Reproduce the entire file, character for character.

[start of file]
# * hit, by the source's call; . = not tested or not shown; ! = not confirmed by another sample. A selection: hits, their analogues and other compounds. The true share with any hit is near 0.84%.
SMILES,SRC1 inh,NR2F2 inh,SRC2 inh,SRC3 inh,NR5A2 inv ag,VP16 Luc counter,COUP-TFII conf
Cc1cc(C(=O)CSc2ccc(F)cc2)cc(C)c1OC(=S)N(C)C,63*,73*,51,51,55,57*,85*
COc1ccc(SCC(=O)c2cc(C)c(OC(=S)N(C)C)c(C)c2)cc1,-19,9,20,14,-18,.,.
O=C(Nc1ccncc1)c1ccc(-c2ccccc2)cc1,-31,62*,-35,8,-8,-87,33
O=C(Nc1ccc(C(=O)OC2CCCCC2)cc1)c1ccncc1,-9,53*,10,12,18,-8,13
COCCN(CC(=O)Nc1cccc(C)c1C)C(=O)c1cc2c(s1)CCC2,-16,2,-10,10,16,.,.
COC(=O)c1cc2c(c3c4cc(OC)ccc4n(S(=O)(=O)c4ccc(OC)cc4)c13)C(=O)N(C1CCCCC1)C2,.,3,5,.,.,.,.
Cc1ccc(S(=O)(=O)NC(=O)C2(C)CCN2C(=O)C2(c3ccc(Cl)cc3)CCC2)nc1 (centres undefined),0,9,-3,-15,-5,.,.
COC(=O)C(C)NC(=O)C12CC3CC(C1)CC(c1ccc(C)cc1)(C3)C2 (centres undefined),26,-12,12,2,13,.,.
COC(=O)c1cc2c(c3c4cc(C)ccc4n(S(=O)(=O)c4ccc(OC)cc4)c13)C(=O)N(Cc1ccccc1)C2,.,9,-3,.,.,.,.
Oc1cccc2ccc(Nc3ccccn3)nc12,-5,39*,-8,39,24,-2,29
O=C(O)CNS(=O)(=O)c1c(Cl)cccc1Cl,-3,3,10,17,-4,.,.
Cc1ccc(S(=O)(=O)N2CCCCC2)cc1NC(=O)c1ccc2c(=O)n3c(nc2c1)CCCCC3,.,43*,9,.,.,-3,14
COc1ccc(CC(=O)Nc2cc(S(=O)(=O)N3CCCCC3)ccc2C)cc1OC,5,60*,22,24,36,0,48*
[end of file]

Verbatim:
# * hit, by the source's call; . = not tested or not shown; ! = not confirmed by another sample. A selection: hits, their analogues and other compounds. The true share with any hit is near 0.84%.
SMILES,SRC1 inh,NR2F2 inh,SRC2 inh,SRC3 inh,NR5A2 inv ag,VP16 Luc counter,COUP-TFII conf
Cc1cc(C(=O)CSc2ccc(F)cc2)cc(C)c1OC(=S)N(C)C,63*,73*,51,51,55,57*,85*
COc1ccc(SCC(=O)c2cc(C)c(OC(=S)N(C)C)c(C)c2)cc1,-19,9,20,14,-18,.,.
O=C(Nc1ccncc1)c1ccc(-c2ccccc2)cc1,-31,62*,-35,8,-8,-87,33
O=C(Nc1ccc(C(=O)OC2CCCCC2)cc1)c1ccncc1,-9,53*,10,12,18,-8,13
COCCN(CC(=O)Nc1cccc(C)c1C)C(=O)c1cc2c(s1)CCC2,-16,2,-10,10,16,.,.
COC(=O)c1cc2c(c3c4cc(OC)ccc4n(S(=O)(=O)c4ccc(OC)cc4)c13)C(=O)N(C1CCCCC1)C2,.,3,5,.,.,.,.
Cc1ccc(S(=O)(=O)NC(=O)C2(C)CCN2C(=O)C2(c3ccc(Cl)cc3)CCC2)nc1 (centres undefined),0,9,-3,-15,-5,.,.
COC(=O)C(C)NC(=O)C12CC3CC(C1)CC(c1ccc(C)cc1)(C3)C2 (centres undefined),26,-12,12,2,13,.,.
COC(=O)c1cc2c(c3c4cc(C)ccc4n(S(=O)(=O)c4ccc(OC)cc4)c13)C(=O)N(Cc1ccccc1)C2,.,9,-3,.,.,.,.
Oc1cccc2ccc(Nc3ccccn3)nc12,-5,39*,-8,39,24,-2,29
O=C(O)CNS(=O)(=O)c1c(Cl)cccc1Cl,-3,3,10,17,-4,.,.
Cc1ccc(S(=O)(=O)N2CCCCC2)cc1NC(=O)c1ccc2c(=O)n3c(nc2c1)CCCCC3,.,43*,9,.,.,-3,14
COc1ccc(CC(=O)Nc2cc(S(=O)(=O)N3CCCCC3)ccc2C)cc1OC,5,60*,22,24,36,0,48*